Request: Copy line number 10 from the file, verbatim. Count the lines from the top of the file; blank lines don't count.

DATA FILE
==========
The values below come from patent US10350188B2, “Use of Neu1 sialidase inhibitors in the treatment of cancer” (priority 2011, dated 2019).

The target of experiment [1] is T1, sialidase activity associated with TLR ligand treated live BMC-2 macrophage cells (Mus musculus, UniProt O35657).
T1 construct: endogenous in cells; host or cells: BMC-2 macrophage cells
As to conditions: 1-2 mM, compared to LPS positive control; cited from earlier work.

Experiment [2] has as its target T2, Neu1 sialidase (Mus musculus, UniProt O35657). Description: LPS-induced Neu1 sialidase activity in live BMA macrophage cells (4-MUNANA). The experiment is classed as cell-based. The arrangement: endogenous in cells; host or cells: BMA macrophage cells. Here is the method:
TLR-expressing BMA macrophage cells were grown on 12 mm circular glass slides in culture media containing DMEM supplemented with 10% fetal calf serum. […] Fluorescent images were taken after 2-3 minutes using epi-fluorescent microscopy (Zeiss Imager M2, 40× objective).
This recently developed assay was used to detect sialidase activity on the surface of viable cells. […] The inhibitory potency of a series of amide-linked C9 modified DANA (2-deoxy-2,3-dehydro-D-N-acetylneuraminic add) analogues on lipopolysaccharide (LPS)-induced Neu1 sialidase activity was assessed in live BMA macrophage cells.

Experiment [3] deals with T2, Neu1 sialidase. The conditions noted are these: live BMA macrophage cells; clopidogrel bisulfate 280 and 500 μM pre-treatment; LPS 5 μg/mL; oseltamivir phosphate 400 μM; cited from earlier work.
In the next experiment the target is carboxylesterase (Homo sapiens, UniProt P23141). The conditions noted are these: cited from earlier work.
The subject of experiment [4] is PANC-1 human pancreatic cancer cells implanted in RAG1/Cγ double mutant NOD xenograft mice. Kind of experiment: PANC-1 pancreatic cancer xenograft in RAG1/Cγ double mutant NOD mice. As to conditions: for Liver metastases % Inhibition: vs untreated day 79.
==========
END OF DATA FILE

The subject of experiment [4] is PANC-1 human pancreatic cancer cells implanted in RAG1/Cγ double mutant NOD xenograft mice. Kind of experiment: PANC-1 pancreatic cancer xenograft in RAG1/Cγ double mutant NOD mice. As to conditions: for Liver metastases % Inhibition: vs untreated day 79.